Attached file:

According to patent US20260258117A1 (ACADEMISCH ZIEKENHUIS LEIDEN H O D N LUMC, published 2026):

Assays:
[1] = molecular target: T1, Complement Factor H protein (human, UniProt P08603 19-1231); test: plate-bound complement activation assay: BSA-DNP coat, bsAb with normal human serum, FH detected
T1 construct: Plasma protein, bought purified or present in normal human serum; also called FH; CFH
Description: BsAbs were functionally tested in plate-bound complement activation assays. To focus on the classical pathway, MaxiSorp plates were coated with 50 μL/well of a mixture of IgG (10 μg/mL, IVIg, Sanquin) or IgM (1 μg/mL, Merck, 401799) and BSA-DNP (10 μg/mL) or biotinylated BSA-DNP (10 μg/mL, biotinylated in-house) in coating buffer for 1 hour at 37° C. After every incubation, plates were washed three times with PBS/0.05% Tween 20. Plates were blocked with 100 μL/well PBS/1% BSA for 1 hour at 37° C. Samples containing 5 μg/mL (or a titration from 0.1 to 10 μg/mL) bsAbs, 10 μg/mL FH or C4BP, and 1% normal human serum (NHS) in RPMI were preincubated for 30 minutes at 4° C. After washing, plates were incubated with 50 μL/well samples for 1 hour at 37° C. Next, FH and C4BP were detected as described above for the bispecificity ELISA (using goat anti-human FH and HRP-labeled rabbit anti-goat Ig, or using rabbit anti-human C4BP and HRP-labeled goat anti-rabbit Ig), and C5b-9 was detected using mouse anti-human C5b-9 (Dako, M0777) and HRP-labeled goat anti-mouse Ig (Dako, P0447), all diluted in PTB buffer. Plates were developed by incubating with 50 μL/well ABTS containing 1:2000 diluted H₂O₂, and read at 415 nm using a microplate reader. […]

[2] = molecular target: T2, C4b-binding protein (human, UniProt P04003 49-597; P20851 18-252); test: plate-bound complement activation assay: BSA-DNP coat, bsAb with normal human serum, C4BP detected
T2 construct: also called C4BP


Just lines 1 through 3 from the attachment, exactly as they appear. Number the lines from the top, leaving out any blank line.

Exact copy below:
According to patent US20260258117A1 (ACADEMISCH ZIEKENHUIS LEIDEN H O D N LUMC, published 2026):

Assays:
[1] = molecular target: T1, Complement Factor H protein (human, UniProt P08603 19-1231); test: plate-bound complement activation assay: BSA-DNP coat, bsAb with normal human serum, FH detected